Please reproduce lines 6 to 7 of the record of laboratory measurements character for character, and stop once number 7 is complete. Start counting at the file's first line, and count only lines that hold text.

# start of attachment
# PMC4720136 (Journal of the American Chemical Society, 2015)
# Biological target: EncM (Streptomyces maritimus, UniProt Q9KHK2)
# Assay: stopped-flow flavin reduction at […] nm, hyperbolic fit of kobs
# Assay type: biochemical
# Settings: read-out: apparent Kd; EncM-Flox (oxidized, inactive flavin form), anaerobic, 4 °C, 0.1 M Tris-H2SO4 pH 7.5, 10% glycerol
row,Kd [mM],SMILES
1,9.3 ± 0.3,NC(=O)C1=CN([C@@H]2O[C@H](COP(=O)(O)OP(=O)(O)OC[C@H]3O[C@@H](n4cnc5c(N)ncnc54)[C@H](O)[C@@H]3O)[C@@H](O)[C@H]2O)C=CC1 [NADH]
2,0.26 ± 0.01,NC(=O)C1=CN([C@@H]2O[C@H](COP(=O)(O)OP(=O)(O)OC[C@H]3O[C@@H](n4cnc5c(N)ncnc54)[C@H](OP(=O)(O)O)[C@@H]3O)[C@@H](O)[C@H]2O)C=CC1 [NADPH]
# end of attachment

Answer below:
row,Kd [mM],SMILES
1,9.3 ± 0.3,NC(=O)C1=CN([C@@H]2O[C@H](COP(=O)(O)OP(=O)(O)OC[C@H]3O[C@@H](n4cnc5c(N)ncnc54)[C@H](O)[C@@H]3O)[C@@H](O)[C@H]2O)C=CC1 [NADH]